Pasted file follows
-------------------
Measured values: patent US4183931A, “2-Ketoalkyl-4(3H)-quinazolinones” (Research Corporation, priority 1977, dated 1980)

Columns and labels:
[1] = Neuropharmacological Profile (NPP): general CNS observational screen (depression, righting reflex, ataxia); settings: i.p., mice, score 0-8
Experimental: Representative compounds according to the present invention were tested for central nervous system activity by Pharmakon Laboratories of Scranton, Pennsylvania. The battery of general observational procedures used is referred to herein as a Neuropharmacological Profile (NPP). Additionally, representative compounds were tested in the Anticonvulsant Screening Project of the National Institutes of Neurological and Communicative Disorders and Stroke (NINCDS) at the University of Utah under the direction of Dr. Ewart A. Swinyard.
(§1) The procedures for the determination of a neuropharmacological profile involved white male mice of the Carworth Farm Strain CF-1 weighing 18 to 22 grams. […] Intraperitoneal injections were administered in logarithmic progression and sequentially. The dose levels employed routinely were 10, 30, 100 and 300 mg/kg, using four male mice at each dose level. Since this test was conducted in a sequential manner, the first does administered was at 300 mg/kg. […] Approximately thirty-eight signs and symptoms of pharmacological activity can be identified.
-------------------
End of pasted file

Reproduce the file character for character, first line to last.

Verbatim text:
Measured values: patent US4183931A, “2-Ketoalkyl-4(3H)-quinazolinones” (Research Corporation, priority 1977, dated 1980)

Columns and labels:
[1] = Neuropharmacological Profile (NPP): general CNS observational screen (depression, righting reflex, ataxia); settings: i.p., mice, score 0-8
Experimental: Representative compounds according to the present invention were tested for central nervous system activity by Pharmakon Laboratories of Scranton, Pennsylvania. The battery of general observational procedures used is referred to herein as a Neuropharmacological Profile (NPP). Additionally, representative compounds were tested in the Anticonvulsant Screening Project of the National Institutes of Neurological and Communicative Disorders and Stroke (NINCDS) at the University of Utah under the direction of Dr. Ewart A. Swinyard.
(§1) The procedures for the determination of a neuropharmacological profile involved white male mice of the Carworth Farm Strain CF-1 weighing 18 to 22 grams. […] Intraperitoneal injections were administered in logarithmic progression and sequentially. The dose levels employed routinely were 10, 30, 100 and 300 mg/kg, using four male mice at each dose level. Since this test was conducted in a sequential manner, the first does administered was at 300 mg/kg. […] Approximately thirty-eight signs and symptoms of pharmacological activity can be identified.